If your father has an Alcoholics Anonymous sponsor it would be good if your father called that sponsor and returned to AA meetings.

You are powerless to help him. You're not qualified.

If you seek Al-Anon meetings for your self that is the best thing you can do in this situation.

You can't figure this out.

WHY a person drinks is not important, yet it's the first thing the friends and relatives of alcoholics turn to: they want to understand.

Praiseworthy: but useless, ultimately.

He has a higher power. You ain't it.

Hopefully he has (or gets) a sponsor in AA. Again, you ain't it. Sponsors help sponsees understand and adhere to the suggested steps. If your father is willing to try that path (or perhaps return to it) there is hope. But HE is the one who must want it.

All you can do is speak your truth in love. You can't help him. And even if he wants help, you're not the best person to help him.

Even AA can't cure him. What their literature states is that "God could and would, if he were sought."

There is no other way that I know of.
+1 the above

The only thing I would add is that your dad maybe grieving the loss of his leg and the life as he once knew it was "amputated" as well (see post #10) - a deep state of bereavement unfortunately misdirected toward (hopefully) a brief return to alcohol to deaden the pain of loss - pure conjecture on my part though...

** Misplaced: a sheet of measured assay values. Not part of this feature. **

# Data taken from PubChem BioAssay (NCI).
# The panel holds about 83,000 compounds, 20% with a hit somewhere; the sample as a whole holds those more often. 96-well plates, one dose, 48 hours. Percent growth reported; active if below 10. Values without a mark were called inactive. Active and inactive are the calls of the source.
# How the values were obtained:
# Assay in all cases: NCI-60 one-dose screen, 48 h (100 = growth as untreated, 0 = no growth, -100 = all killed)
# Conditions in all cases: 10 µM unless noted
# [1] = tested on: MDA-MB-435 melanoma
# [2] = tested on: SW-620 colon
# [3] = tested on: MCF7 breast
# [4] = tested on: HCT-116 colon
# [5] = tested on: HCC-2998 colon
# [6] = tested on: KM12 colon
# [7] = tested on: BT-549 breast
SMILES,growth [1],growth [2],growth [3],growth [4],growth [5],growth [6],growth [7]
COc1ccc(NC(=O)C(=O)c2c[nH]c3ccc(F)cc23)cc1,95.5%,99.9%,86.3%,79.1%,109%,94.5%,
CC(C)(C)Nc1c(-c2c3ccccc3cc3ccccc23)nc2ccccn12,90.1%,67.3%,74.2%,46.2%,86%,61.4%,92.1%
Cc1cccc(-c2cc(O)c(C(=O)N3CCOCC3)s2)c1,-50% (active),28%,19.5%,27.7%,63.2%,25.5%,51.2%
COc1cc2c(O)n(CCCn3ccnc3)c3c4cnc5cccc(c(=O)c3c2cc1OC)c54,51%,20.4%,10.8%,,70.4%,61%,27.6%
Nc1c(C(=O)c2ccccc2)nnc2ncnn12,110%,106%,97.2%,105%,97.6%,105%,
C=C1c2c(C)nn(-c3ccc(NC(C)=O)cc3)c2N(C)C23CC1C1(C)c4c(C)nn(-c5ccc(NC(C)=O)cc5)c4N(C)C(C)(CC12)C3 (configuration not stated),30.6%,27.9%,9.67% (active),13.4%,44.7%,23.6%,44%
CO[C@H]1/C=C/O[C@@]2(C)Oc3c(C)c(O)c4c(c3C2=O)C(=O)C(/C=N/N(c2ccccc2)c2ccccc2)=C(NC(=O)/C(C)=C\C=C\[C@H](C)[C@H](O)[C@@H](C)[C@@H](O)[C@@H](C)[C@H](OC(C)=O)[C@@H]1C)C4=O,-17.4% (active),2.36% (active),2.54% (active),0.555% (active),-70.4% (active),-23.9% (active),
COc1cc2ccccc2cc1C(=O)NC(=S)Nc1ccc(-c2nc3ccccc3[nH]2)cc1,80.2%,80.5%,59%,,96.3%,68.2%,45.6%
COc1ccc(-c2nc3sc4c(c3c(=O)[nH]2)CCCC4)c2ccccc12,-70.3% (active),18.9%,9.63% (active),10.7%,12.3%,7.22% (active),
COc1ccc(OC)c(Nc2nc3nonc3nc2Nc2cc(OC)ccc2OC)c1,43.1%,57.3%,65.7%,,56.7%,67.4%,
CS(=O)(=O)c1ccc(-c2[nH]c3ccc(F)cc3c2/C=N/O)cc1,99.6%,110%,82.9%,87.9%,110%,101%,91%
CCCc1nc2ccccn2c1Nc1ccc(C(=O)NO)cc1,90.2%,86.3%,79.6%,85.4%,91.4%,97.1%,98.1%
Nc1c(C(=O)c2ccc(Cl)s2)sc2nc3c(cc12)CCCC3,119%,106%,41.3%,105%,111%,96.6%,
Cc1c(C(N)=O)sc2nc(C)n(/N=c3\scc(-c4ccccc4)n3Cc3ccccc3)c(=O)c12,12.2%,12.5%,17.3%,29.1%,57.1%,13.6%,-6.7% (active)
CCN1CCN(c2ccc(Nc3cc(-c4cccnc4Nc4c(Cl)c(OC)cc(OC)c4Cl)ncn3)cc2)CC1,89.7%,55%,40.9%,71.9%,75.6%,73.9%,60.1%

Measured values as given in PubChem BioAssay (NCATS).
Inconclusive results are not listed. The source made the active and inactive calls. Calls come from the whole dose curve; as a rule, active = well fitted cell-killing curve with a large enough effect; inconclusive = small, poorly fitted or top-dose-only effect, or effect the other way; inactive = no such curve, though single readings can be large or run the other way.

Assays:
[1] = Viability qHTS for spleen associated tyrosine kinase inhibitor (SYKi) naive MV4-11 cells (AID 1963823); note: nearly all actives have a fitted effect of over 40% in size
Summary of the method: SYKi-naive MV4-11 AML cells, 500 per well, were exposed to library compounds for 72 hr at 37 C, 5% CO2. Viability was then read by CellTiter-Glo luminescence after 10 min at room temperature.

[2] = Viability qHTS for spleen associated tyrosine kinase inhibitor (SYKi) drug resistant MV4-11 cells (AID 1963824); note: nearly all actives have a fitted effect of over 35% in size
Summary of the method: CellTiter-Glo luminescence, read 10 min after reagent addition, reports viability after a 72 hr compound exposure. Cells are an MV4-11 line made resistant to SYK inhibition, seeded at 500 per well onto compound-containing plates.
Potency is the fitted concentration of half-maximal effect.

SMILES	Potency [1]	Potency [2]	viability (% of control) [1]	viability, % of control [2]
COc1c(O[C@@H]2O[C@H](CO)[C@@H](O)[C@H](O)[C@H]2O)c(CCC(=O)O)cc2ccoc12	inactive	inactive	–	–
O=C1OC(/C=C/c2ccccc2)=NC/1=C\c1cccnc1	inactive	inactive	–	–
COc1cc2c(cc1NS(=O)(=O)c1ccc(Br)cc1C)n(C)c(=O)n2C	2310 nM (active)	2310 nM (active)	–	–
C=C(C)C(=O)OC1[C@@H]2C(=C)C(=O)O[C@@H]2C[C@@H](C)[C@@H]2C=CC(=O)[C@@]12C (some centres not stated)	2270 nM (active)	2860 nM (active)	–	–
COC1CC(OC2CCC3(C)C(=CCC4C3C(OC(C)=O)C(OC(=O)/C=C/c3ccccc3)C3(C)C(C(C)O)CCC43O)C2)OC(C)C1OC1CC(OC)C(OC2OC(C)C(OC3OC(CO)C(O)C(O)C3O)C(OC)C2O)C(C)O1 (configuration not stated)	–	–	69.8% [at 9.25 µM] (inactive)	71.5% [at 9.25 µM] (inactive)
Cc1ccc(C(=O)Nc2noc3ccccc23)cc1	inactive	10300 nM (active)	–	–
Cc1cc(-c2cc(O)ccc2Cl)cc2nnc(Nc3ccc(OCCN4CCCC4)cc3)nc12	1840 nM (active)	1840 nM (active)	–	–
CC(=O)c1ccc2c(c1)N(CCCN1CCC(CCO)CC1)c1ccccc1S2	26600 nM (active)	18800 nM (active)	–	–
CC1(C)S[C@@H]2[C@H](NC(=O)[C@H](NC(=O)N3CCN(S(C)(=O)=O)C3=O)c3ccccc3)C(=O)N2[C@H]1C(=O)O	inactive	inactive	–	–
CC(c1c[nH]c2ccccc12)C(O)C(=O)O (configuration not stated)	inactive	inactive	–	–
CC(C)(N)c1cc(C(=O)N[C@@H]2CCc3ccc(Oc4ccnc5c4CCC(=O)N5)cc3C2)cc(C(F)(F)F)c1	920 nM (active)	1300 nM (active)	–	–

Nonetheless, suffering in need of amelioration

Take care
 

Kashmir

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Alcohol hits many families in a bad way. But many of us have had times when we had seccumed to the bottle. After all, we're only human. My father was a pretty heavy drinker too, a bad alcoholic for many years. He promised my mother and my youngest sister he would never take a drop again. This was on Valentine's Day, 1978. And he never did drink again. He became very well-known in AA throughout Massachusetts afterward, until dying of Alzheimer's disease, in 2006.

Thing is, alcoholism is a human nature disease, and it hits at any time. Help your father, lostpaul. He seems like a good guy, and at least he appears to have been able to recognise his problem. As you had said, he had quit for a long time. He will probably do that again now. But drinkers who slip off of the wagon are only human. It happens.
 

Kashmir

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What makes you think he hasn't been drinking all along behind your back? I know functioning alkies with the same story:
Were assholes, quit "for the family", but just really learned to tame their behavior around certain people.

I sincerely believe that that could never succeed for very long. Problem drinkers are just that, problematic. It's nearly impossible to hide the disease from the people you love for very long. Problems can't hide and problems don't go away until action is taken.